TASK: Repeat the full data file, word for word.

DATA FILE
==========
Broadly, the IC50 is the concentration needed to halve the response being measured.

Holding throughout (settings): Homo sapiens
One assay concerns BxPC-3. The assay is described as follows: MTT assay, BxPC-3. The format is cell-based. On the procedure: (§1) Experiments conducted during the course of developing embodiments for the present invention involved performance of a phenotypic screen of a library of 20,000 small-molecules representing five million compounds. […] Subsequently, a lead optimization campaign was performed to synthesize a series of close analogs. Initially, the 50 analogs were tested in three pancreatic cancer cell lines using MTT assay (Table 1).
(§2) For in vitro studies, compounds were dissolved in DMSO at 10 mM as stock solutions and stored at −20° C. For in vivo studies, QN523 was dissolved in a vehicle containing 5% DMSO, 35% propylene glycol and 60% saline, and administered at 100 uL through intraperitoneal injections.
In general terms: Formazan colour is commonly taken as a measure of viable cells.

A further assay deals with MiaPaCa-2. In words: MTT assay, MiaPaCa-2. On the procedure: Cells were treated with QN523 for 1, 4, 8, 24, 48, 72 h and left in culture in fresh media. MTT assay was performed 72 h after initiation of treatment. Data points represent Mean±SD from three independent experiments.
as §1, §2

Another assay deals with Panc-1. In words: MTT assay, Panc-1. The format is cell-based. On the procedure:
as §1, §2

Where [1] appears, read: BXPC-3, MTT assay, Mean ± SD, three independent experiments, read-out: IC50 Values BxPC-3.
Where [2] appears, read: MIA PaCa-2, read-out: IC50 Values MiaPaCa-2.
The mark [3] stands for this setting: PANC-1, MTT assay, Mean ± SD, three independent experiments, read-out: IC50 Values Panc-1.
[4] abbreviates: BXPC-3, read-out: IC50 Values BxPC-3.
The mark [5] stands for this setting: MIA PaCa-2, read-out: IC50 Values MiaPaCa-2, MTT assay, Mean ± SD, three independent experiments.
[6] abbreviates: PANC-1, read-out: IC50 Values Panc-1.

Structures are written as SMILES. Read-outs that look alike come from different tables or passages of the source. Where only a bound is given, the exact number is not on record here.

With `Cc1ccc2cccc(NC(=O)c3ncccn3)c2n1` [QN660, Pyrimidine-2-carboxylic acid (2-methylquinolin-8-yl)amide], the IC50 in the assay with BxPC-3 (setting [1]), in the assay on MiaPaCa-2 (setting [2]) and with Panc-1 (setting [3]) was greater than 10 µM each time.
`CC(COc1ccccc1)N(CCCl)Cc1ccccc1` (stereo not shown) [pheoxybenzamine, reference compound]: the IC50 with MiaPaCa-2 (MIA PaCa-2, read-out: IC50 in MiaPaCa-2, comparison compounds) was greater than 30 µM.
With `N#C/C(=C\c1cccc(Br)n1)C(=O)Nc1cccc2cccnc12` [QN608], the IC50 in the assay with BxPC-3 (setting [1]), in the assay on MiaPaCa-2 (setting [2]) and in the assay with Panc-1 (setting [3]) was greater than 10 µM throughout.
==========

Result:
Broadly, the IC50 is the concentration needed to halve the response being measured.

Holding throughout (settings): Homo sapiens
One assay concerns BxPC-3. The assay is described as follows: MTT assay, BxPC-3. The format is cell-based. On the procedure: (§1) Experiments conducted during the course of developing embodiments for the present invention involved performance of a phenotypic screen of a library of 20,000 small-molecules representing five million compounds. […] Subsequently, a lead optimization campaign was performed to synthesize a series of close analogs. Initially, the 50 analogs were tested in three pancreatic cancer cell lines using MTT assay (Table 1).
(§2) For in vitro studies, compounds were dissolved in DMSO at 10 mM as stock solutions and stored at −20° C. For in vivo studies, QN523 was dissolved in a vehicle containing 5% DMSO, 35% propylene glycol and 60% saline, and administered at 100 uL through intraperitoneal injections.
In general terms: Formazan colour is commonly taken as a measure of viable cells.

A further assay deals with MiaPaCa-2. In words: MTT assay, MiaPaCa-2. On the procedure: Cells were treated with QN523 for 1, 4, 8, 24, 48, 72 h and left in culture in fresh media. MTT assay was performed 72 h after initiation of treatment. Data points represent Mean±SD from three independent experiments.
as §1, §2

Another assay deals with Panc-1. In words: MTT assay, Panc-1. The format is cell-based. On the procedure:
as §1, §2

Where [1] appears, read: BXPC-3, MTT assay, Mean ± SD, three independent experiments, read-out: IC50 Values BxPC-3.
Where [2] appears, read: MIA PaCa-2, read-out: IC50 Values MiaPaCa-2.
The mark [3] stands for this setting: PANC-1, MTT assay, Mean ± SD, three independent experiments, read-out: IC50 Values Panc-1.
[4] abbreviates: BXPC-3, read-out: IC50 Values BxPC-3.
The mark [5] stands for this setting: MIA PaCa-2, read-out: IC50 Values MiaPaCa-2, MTT assay, Mean ± SD, three independent experiments.
[6] abbreviates: PANC-1, read-out: IC50 Values Panc-1.

Structures are written as SMILES. Read-outs that look alike come from different tables or passages of the source. Where only a bound is given, the exact number is not on record here.

With `Cc1ccc2cccc(NC(=O)c3ncccn3)c2n1` [QN660, Pyrimidine-2-carboxylic acid (2-methylquinolin-8-yl)amide], the IC50 in the assay with BxPC-3 (setting [1]), in the assay on MiaPaCa-2 (setting [2]) and with Panc-1 (setting [3]) was greater than 10 µM each time.
`CC(COc1ccccc1)N(CCCl)Cc1ccccc1` (stereo not shown) [pheoxybenzamine, reference compound]: the IC50 with MiaPaCa-2 (MIA PaCa-2, read-out: IC50 in MiaPaCa-2, comparison compounds) was greater than 30 µM.
With `N#C/C(=C\c1cccc(Br)n1)C(=O)Nc1cccc2cccnc12` [QN608], the IC50 in the assay with BxPC-3 (setting [1]), in the assay on MiaPaCa-2 (setting [2]) and in the assay with Panc-1 (setting [3]) was greater than 10 µM throughout.